A new study suggests that food allergies could affect children’s growth. The researchers speculate that this effect could be due to strict avoidance of foods that may trigger a reaction.
The study involved 245 children with food allergies. Researchers found that children with allergies were smaller than other children, and those with more than two allergies were even smaller than those who were allergic to just one or two foods.
It was also found that children with a milk allergy were smaller than those with allergies to other food types.
Study author Dr. Brian Vickery noted, “A greater number of food allergies translates into a greater number of dietary restrictions.”
Findings stress the need for dietary assessment and intervention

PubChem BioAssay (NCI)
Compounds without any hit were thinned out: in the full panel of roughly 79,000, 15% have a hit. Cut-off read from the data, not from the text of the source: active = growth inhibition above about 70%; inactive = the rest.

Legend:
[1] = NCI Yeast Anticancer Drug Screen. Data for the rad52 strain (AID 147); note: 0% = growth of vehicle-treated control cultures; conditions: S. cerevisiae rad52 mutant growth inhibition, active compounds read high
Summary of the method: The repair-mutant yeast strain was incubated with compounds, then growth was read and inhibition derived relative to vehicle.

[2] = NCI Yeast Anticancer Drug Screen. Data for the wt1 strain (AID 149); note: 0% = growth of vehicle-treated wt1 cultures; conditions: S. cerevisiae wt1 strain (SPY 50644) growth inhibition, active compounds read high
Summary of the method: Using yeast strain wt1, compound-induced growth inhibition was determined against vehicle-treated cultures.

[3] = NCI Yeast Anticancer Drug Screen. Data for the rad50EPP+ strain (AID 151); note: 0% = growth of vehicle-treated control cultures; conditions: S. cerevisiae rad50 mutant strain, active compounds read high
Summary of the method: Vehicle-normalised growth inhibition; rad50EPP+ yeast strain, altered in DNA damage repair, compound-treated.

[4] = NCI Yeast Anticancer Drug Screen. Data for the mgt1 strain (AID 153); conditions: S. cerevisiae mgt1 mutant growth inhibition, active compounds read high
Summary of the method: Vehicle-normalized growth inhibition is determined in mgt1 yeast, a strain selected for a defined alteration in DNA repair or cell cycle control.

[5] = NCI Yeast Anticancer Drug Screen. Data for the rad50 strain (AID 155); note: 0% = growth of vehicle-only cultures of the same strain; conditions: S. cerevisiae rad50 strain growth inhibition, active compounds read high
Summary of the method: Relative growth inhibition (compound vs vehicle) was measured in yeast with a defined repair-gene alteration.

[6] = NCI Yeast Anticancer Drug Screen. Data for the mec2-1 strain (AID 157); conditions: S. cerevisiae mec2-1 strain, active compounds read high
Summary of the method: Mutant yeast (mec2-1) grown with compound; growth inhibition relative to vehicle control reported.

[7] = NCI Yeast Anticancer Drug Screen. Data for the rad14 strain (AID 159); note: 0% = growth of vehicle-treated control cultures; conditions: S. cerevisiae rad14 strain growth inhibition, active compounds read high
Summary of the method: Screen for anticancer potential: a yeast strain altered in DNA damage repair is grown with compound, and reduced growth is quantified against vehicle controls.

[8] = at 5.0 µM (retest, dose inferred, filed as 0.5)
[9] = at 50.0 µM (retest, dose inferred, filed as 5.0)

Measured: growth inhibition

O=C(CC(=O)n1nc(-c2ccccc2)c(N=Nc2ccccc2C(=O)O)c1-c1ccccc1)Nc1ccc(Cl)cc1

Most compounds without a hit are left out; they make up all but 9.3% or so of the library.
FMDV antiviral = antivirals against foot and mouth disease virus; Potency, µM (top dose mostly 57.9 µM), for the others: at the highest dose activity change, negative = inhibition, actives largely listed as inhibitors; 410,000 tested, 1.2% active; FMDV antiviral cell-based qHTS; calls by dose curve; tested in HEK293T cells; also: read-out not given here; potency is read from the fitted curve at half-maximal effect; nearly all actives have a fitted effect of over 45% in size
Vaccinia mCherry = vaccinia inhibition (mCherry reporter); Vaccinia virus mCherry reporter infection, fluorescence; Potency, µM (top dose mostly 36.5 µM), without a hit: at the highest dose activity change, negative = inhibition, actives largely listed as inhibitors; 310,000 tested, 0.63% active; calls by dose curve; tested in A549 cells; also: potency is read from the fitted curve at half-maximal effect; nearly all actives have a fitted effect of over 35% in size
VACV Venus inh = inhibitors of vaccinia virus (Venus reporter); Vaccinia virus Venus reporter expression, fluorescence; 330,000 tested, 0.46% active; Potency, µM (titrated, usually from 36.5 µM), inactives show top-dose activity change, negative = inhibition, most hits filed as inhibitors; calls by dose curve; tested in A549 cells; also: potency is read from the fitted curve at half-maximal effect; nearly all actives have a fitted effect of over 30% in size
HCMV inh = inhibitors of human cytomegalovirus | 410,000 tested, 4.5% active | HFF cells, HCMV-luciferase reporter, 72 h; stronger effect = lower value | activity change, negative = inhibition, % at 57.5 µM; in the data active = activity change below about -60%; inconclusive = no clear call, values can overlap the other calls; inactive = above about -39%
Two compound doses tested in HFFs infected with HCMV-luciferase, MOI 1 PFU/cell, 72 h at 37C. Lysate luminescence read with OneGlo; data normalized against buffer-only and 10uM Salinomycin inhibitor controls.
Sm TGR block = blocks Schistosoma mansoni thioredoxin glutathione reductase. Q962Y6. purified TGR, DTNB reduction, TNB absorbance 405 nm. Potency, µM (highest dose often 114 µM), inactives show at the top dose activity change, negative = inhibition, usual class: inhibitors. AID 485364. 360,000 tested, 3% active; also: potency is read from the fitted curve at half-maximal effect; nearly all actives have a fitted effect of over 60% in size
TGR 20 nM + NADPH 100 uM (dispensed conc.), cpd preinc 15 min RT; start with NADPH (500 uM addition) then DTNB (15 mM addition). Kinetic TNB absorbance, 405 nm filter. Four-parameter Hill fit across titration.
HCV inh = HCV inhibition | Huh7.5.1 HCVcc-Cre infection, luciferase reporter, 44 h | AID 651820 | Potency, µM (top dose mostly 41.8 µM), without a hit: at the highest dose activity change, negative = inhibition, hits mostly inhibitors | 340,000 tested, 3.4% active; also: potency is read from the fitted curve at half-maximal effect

Study author Dr. A. Wesley Burks said in a news release:
The relationships uncovered between food-allergic children, particularly those with more than two and those suffering from milk allergy, and the examined growth markers stress the need for nutritional assessment and intervention to ensure that food allergies do not contribute to any growth delay.
Although the study did not establish a cause-and-effect relationship, it did reveal one area that may have previously been overlooked when treating childhood food allergies. More research is needed to determine how food allergies may be affecting children’s growth and what can be done to mitigate this effect.